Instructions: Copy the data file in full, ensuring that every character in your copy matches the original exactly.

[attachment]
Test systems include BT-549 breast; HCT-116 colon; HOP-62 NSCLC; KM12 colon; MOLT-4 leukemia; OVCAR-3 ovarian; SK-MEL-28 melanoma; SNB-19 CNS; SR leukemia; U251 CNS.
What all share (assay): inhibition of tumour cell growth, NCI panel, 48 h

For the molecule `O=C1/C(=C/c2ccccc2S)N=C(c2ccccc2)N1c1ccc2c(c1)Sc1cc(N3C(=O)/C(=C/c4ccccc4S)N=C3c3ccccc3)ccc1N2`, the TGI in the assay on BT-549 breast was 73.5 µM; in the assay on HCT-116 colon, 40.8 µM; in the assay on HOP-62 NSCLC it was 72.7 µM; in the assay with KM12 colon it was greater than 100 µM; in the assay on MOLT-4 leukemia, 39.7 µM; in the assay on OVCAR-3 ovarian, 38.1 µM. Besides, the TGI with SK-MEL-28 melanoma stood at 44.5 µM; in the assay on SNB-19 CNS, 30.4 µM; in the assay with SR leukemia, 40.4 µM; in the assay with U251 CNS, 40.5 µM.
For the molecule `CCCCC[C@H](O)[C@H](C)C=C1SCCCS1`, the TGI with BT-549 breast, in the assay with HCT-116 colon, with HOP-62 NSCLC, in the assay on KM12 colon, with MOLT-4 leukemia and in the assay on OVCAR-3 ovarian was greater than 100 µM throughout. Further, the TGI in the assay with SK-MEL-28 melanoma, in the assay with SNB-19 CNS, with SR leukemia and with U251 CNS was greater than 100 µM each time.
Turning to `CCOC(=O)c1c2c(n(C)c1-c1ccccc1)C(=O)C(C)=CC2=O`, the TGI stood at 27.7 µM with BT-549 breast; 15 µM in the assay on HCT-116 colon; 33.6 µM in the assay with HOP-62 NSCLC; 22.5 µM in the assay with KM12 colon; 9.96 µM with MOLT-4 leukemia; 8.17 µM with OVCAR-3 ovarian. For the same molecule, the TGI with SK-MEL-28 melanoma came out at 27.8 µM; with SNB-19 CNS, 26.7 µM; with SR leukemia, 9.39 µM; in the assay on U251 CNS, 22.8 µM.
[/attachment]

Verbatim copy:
Test systems include BT-549 breast; HCT-116 colon; HOP-62 NSCLC; KM12 colon; MOLT-4 leukemia; OVCAR-3 ovarian; SK-MEL-28 melanoma; SNB-19 CNS; SR leukemia; U251 CNS.
What all share (assay): inhibition of tumour cell growth, NCI panel, 48 h

For the molecule `O=C1/C(=C/c2ccccc2S)N=C(c2ccccc2)N1c1ccc2c(c1)Sc1cc(N3C(=O)/C(=C/c4ccccc4S)N=C3c3ccccc3)ccc1N2`, the TGI in the assay on BT-549 breast was 73.5 µM; in the assay on HCT-116 colon, 40.8 µM; in the assay on HOP-62 NSCLC it was 72.7 µM; in the assay with KM12 colon it was greater than 100 µM; in the assay on MOLT-4 leukemia, 39.7 µM; in the assay on OVCAR-3 ovarian, 38.1 µM. Besides, the TGI with SK-MEL-28 melanoma stood at 44.5 µM; in the assay on SNB-19 CNS, 30.4 µM; in the assay with SR leukemia, 40.4 µM; in the assay with U251 CNS, 40.5 µM.
For the molecule `CCCCC[C@H](O)[C@H](C)C=C1SCCCS1`, the TGI with BT-549 breast, in the assay with HCT-116 colon, with HOP-62 NSCLC, in the assay on KM12 colon, with MOLT-4 leukemia and in the assay on OVCAR-3 ovarian was greater than 100 µM throughout. Further, the TGI in the assay with SK-MEL-28 melanoma, in the assay with SNB-19 CNS, with SR leukemia and with U251 CNS was greater than 100 µM each time.
Turning to `CCOC(=O)c1c2c(n(C)c1-c1ccccc1)C(=O)C(C)=CC2=O`, the TGI stood at 27.7 µM with BT-549 breast; 15 µM in the assay on HCT-116 colon; 33.6 µM in the assay with HOP-62 NSCLC; 22.5 µM in the assay with KM12 colon; 9.96 µM with MOLT-4 leukemia; 8.17 µM with OVCAR-3 ovarian. For the same molecule, the TGI with SK-MEL-28 melanoma came out at 27.8 µM; with SNB-19 CNS, 26.7 µM; with SR leukemia, 9.39 µM; in the assay on U251 CNS, 22.8 µM.